Needles Could Soon Be Replaced by…A Patch?

Researchers at North Carolina State University and the University of North Carolina at Chapel Hill have developed what they describe as a “smart” insulin patch that could help people who inject insulin to manage diabetes. This is an exciting advancement because insulin injections are an imperfect alternative to the natural production and use of insulin in the body. Scientists have researched beta-cell transplants for people with diabetes since the 1970s. These cells are usually located in the pancreas, and they produce, release, and store the hormone insulin in healthy individuals. In people who have diabetes, the cells are damaged or cannot produce enough insulin to regulate blood sugar.


The first successful beta-cell transplant was achieved in 1990, and hundreds of people with diabetes have undergone the procedure since. However, only a fraction of them gain normal blood sugar regulation because many patients’ bodies reject the transplant. Additionally, several immunosuppressive medications interfere with beta-cell and insulin activity.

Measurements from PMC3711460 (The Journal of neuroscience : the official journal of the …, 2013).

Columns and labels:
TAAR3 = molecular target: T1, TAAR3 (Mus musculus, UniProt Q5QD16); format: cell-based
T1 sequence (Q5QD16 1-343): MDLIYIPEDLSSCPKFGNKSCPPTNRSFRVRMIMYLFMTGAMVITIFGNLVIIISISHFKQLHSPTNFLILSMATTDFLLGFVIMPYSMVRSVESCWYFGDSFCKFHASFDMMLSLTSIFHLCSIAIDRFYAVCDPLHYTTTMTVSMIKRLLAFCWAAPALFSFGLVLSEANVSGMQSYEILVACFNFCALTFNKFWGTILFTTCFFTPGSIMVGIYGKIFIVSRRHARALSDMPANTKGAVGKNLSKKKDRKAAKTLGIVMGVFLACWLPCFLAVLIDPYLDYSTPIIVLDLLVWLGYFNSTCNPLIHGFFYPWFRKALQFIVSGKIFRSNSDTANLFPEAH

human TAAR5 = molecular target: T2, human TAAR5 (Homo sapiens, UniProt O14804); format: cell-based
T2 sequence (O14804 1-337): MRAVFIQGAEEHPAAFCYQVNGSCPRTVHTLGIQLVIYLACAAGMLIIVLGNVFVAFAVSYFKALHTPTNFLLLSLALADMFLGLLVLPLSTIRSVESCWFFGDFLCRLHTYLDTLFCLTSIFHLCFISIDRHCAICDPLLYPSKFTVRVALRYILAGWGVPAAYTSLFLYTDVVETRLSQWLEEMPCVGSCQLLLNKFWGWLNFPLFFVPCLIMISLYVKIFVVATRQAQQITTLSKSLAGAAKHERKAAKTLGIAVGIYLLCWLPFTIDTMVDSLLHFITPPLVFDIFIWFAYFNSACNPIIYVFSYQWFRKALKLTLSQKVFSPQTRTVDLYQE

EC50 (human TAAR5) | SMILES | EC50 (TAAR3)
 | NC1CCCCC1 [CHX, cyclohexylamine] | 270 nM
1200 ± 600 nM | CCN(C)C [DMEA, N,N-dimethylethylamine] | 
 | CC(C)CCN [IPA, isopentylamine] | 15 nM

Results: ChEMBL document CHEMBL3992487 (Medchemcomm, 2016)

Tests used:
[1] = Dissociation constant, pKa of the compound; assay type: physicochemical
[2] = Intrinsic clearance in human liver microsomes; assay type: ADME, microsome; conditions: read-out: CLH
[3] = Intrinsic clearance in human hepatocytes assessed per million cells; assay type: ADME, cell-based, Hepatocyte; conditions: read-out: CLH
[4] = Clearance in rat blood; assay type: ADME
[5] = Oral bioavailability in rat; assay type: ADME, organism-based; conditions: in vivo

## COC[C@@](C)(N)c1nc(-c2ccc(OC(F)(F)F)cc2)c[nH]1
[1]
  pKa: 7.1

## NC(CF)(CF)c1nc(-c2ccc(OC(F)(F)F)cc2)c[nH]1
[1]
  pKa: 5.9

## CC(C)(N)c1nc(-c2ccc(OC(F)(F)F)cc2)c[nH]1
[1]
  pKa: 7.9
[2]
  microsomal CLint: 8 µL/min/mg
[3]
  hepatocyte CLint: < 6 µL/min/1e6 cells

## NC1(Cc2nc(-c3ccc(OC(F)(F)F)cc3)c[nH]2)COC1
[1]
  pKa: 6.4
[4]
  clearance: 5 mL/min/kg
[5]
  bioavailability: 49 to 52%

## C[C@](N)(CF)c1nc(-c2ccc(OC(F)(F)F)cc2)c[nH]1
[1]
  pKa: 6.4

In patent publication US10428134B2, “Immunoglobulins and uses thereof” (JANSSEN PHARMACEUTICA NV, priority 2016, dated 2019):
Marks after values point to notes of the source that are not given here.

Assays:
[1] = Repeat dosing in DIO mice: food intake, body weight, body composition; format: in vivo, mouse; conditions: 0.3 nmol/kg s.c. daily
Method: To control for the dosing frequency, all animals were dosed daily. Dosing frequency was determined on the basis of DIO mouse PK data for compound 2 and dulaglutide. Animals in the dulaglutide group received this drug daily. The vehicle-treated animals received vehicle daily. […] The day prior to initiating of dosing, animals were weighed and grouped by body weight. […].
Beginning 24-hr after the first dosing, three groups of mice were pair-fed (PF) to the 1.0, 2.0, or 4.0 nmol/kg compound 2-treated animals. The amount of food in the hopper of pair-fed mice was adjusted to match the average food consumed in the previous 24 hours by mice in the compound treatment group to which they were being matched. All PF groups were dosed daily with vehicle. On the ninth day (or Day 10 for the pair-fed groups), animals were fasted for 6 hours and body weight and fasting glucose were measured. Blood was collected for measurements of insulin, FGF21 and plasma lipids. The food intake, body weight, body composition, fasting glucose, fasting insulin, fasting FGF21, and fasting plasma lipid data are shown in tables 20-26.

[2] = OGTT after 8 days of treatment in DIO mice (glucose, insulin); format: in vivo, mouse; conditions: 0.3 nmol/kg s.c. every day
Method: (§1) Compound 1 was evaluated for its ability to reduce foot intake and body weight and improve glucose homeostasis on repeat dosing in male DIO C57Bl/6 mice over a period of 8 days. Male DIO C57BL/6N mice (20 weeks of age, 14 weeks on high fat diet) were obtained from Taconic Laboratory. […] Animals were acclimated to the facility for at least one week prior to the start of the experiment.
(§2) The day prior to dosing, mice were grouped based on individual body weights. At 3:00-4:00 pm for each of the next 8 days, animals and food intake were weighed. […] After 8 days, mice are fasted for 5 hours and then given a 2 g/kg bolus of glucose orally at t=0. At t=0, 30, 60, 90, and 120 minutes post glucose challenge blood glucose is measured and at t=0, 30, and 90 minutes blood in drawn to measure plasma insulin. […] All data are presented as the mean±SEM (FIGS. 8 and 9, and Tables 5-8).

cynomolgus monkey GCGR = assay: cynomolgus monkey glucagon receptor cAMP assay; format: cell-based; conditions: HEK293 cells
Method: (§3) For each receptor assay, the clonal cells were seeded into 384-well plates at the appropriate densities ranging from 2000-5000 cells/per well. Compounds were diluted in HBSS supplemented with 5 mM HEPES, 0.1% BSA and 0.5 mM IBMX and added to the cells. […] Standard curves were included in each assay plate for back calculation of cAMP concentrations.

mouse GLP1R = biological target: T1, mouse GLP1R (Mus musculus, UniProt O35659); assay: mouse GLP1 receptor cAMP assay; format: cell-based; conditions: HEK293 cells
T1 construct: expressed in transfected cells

The quarter-sized “smart” insulin patch is an alternative that works around the immune system and delivers natural beta cells to the body that secrete doses of insulin only when the body needs it. Insulin injections continue to release insulin over a certain period of time, which increases the risk of hypoglycemia, a state of below-normal blood sugar that can lead to serious complications such as blindness, limb amputation, coma, or death. However, the patch would reduce this risk because it only activates when it’s needed. Along with preventing hypoglycemia, each patch could provide regulated blood sugar for up to 10 hours at a time.


Since people with diabetes have to monitor their blood sugar around the clock and talk to their doctors if they want to change their treatment plans, the patch may give them peace of mind and a break from continuous monitoring. Additionally, it could eliminate the need for daily insulin shots.There are more than 387 million people with diabetes around the world, and data suggests that 500 million will have the disease by 2030. Although more modifications, pre-clinical tests, and human clinical trials are still needed, researchers think that the results of the patch so far provide a proof of concept for a safer, less-cumbersome diabetes treatment. Learn more about less painful ways that people with diabetes can monitor blood sugar until this new technology is approved for human use.

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